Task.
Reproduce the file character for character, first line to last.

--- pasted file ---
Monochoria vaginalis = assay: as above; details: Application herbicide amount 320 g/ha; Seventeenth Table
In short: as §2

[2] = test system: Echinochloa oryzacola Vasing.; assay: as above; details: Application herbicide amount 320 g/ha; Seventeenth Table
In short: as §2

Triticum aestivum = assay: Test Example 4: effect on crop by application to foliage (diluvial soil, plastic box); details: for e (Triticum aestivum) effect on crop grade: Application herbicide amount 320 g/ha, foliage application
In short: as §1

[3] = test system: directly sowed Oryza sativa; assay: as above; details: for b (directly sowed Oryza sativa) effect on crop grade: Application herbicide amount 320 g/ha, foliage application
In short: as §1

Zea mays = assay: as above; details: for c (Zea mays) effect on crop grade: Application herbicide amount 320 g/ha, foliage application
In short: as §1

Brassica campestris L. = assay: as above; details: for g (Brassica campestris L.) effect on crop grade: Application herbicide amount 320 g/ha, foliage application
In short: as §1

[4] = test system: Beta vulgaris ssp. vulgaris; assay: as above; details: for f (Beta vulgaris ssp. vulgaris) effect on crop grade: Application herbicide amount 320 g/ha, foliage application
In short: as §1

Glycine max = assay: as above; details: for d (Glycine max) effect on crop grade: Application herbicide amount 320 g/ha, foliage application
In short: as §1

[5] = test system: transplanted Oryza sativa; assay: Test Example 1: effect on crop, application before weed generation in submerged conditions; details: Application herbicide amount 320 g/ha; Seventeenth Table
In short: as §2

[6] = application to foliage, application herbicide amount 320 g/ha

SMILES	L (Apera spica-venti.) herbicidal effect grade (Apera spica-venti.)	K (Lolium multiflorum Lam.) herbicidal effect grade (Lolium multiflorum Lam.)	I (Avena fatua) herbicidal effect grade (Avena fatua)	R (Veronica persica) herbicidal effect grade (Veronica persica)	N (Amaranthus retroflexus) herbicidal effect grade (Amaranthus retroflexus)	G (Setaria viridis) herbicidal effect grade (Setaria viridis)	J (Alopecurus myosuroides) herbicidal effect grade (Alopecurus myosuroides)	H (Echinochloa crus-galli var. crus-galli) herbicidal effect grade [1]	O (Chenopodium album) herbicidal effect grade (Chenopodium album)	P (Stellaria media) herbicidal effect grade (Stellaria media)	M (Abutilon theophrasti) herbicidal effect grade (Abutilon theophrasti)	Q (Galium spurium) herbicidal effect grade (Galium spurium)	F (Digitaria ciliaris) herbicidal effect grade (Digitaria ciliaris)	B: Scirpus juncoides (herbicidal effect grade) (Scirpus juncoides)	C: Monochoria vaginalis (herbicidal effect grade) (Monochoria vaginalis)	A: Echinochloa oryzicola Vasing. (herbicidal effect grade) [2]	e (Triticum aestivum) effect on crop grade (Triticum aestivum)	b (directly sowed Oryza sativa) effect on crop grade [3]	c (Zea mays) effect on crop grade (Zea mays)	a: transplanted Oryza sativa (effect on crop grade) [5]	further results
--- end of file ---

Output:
Monochoria vaginalis = assay: as above; details: Application herbicide amount 320 g/ha; Seventeenth Table
In short: as §2

[2] = test system: Echinochloa oryzacola Vasing.; assay: as above; details: Application herbicide amount 320 g/ha; Seventeenth Table
In short: as §2

Triticum aestivum = assay: Test Example 4: effect on crop by application to foliage (diluvial soil, plastic box); details: for e (Triticum aestivum) effect on crop grade: Application herbicide amount 320 g/ha, foliage application
In short: as §1

[3] = test system: directly sowed Oryza sativa; assay: as above; details: for b (directly sowed Oryza sativa) effect on crop grade: Application herbicide amount 320 g/ha, foliage application
In short: as §1

Zea mays = assay: as above; details: for c (Zea mays) effect on crop grade: Application herbicide amount 320 g/ha, foliage application
In short: as §1

Brassica campestris L. = assay: as above; details: for g (Brassica campestris L.) effect on crop grade: Application herbicide amount 320 g/ha, foliage application
In short: as §1

[4] = test system: Beta vulgaris ssp. vulgaris; assay: as above; details: for f (Beta vulgaris ssp. vulgaris) effect on crop grade: Application herbicide amount 320 g/ha, foliage application
In short: as §1

Glycine max = assay: as above; details: for d (Glycine max) effect on crop grade: Application herbicide amount 320 g/ha, foliage application
In short: as §1

[5] = test system: transplanted Oryza sativa; assay: Test Example 1: effect on crop, application before weed generation in submerged conditions; details: Application herbicide amount 320 g/ha; Seventeenth Table
In short: as §2

[6] = application to foliage, application herbicide amount 320 g/ha

SMILES	L (Apera spica-venti.) herbicidal effect grade (Apera spica-venti.)	K (Lolium multiflorum Lam.) herbicidal effect grade (Lolium multiflorum Lam.)	I (Avena fatua) herbicidal effect grade (Avena fatua)	R (Veronica persica) herbicidal effect grade (Veronica persica)	N (Amaranthus retroflexus) herbicidal effect grade (Amaranthus retroflexus)	G (Setaria viridis) herbicidal effect grade (Setaria viridis)	J (Alopecurus myosuroides) herbicidal effect grade (Alopecurus myosuroides)	H (Echinochloa crus-galli var. crus-galli) herbicidal effect grade [1]	O (Chenopodium album) herbicidal effect grade (Chenopodium album)	P (Stellaria media) herbicidal effect grade (Stellaria media)	M (Abutilon theophrasti) herbicidal effect grade (Abutilon theophrasti)	Q (Galium spurium) herbicidal effect grade (Galium spurium)	F (Digitaria ciliaris) herbicidal effect grade (Digitaria ciliaris)	B: Scirpus juncoides (herbicidal effect grade) (Scirpus juncoides)	C: Monochoria vaginalis (herbicidal effect grade) (Monochoria vaginalis)	A: Echinochloa oryzicola Vasing. (herbicidal effect grade) [2]	e (Triticum aestivum) effect on crop grade (Triticum aestivum)	b (directly sowed Oryza sativa) effect on crop grade [3]	c (Zea mays) effect on crop grade (Zea mays)	a: transplanted Oryza sativa (effect on crop grade) [5]	further results